An income statement is the summary of a business’s revenues and expenses over a period of time. In its basic form, an income statement looks like this. It’s a summary of a business’s revenues and expenses over a period of time. When we take our total revenue and subtract our expenses from it then we work out our profit or our loss.
We make a profit when our revenues exceed our expenses and on the flip side, we make a loss when our expenses are more than the income we’ve earned. This is why the income statement is also known as the profit and loss statement or the P&L for short. It lays out a roadmap for how we ended up at the bottom line our profit or loss. The income statement always covers a period of time which could be anything that we want it to be but typically we run it for a month a quarter or a full year.
Revenues less expenses make us a profit or a loss. There are many different types of revenue. If we were running a business that sells physical products then we might want to call these product sales instead or if we provide services we can call this our services rendered.
Expenses in businesses can be in two categories
Our direct costs of doing business are the costs which we can directly trace through to the products we’ve sold or the services that we’ve provided. For a business that provides services we might call this our cost of services and if we sell physical goods then we can call this our cost of sales or our cost of goods sold. Direct costs like these are variable costs which increase in direct proportion to the sales that we’ve made. If you were running a retail or a wholesale business then these would include things like the original purchase price of the product that you’re reselling or if you’ve run a manufacturing business then this would include the cost of your raw materials or the direct labor cost that went into producing your product. As we make more sales we incur more of these direct costs.
When we take our revenue and deduct our direct costs of doing business we get to our gross profit. There are different types of profit. Our gross profit is a really useful tool that allows us to measure the efficiency of our production and sales process.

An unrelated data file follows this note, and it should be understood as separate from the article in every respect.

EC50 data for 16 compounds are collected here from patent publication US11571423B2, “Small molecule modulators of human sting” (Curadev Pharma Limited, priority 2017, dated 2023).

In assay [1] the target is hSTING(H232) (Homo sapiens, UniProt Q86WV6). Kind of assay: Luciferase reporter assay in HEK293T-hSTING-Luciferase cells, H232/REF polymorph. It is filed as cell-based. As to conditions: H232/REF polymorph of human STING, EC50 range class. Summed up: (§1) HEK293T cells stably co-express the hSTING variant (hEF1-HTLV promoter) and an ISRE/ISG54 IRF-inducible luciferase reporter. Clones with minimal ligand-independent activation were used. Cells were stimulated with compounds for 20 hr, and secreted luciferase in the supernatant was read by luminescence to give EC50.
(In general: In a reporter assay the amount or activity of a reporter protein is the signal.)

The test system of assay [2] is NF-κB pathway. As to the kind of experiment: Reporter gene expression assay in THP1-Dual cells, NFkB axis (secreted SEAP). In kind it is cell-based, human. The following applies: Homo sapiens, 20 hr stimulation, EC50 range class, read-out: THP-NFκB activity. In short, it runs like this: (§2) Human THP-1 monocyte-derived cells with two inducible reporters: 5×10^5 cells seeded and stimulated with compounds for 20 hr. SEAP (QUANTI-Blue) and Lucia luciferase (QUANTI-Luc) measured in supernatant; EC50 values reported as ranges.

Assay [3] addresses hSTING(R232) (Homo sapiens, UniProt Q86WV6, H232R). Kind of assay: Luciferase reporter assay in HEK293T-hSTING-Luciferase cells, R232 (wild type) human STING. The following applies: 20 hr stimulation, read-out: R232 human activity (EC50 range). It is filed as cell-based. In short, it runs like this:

Indirect costs are the costs of running a business that can’t directly be traced back to the production of goods or the provision of services. It is sometimes called overheads. Overheads can include fixed costs like rent employee salaries, insurance costs, administrative expenses, legal costs accounting costs, marketing costs, depreciation, and amortization. Fixed costs tend to remain the same they bear no correlation at all to the sales that your business has made. However, not all overheads are fixed. Variable overheads can loosely correlate with a business’s sales although they can’t be directly traced back to the production of goods
or the provision of services. These include things like advertising costs which can indirectly drive sales and sales commissions. Utility costs could also be considered a variable overhead in a manufacturing business because these can increase as we ramp up production.
When we deduct our indirect costs of doing business from our gross profit, we come to our operating profit. Operating profit measures the net income that we’ve generated from operations this is the residual amount that’s leftover, after deducting all of our direct and indirect costs of doing business.
We should note that this is our basic income statement which helps us measure a business’s financial health. It does that by giving us the means to compare our financial performance against comparative accounting periods.